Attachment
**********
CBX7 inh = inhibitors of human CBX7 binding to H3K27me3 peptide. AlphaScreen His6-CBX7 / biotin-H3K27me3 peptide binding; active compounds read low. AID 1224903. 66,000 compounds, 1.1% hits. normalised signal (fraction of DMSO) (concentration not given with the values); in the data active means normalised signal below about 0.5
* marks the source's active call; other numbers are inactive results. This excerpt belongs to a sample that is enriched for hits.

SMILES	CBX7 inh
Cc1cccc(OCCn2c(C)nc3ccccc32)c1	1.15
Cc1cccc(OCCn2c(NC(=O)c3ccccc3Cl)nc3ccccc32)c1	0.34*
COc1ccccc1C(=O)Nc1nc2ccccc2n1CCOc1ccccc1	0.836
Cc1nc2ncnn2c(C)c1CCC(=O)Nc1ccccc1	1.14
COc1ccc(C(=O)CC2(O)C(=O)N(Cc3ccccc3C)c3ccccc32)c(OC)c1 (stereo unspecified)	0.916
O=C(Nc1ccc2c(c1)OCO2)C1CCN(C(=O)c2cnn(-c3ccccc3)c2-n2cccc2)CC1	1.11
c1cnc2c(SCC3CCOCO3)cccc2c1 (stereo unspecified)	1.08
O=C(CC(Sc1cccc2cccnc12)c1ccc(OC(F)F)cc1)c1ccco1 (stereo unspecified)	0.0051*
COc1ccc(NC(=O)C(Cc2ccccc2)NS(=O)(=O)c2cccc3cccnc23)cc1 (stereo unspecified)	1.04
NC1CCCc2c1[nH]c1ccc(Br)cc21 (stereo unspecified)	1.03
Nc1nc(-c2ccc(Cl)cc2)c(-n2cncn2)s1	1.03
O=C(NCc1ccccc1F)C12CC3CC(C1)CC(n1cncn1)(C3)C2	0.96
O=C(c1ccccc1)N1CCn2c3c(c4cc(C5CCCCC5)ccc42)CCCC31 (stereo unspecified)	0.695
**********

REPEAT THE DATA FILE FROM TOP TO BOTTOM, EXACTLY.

CBX7 inh = inhibitors of human CBX7 binding to H3K27me3 peptide. AlphaScreen His6-CBX7 / biotin-H3K27me3 peptide binding; active compounds read low. AID 1224903. 66,000 compounds, 1.1% hits. normalised signal (fraction of DMSO) (concentration not given with the values); in the data active means normalised signal below about 0.5
* marks the source's active call; other numbers are inactive results. This excerpt belongs to a sample that is enriched for hits.

SMILES	CBX7 inh
Cc1cccc(OCCn2c(C)nc3ccccc32)c1	1.15
Cc1cccc(OCCn2c(NC(=O)c3ccccc3Cl)nc3ccccc32)c1	0.34*
COc1ccccc1C(=O)Nc1nc2ccccc2n1CCOc1ccccc1	0.836
Cc1nc2ncnn2c(C)c1CCC(=O)Nc1ccccc1	1.14
COc1ccc(C(=O)CC2(O)C(=O)N(Cc3ccccc3C)c3ccccc32)c(OC)c1 (stereo unspecified)	0.916
O=C(Nc1ccc2c(c1)OCO2)C1CCN(C(=O)c2cnn(-c3ccccc3)c2-n2cccc2)CC1	1.11
c1cnc2c(SCC3CCOCO3)cccc2c1 (stereo unspecified)	1.08
O=C(CC(Sc1cccc2cccnc12)c1ccc(OC(F)F)cc1)c1ccco1 (stereo unspecified)	0.0051*
COc1ccc(NC(=O)C(Cc2ccccc2)NS(=O)(=O)c2cccc3cccnc23)cc1 (stereo unspecified)	1.04
NC1CCCc2c1[nH]c1ccc(Br)cc21 (stereo unspecified)	1.03
Nc1nc(-c2ccc(Cl)cc2)c(-n2cncn2)s1	1.03
O=C(NCc1ccccc1F)C12CC3CC(C1)CC(n1cncn1)(C3)C2	0.96
O=C(c1ccccc1)N1CCn2c3c(c4cc(C5CCCCC5)ccc42)CCCC31 (stereo unspecified)	0.695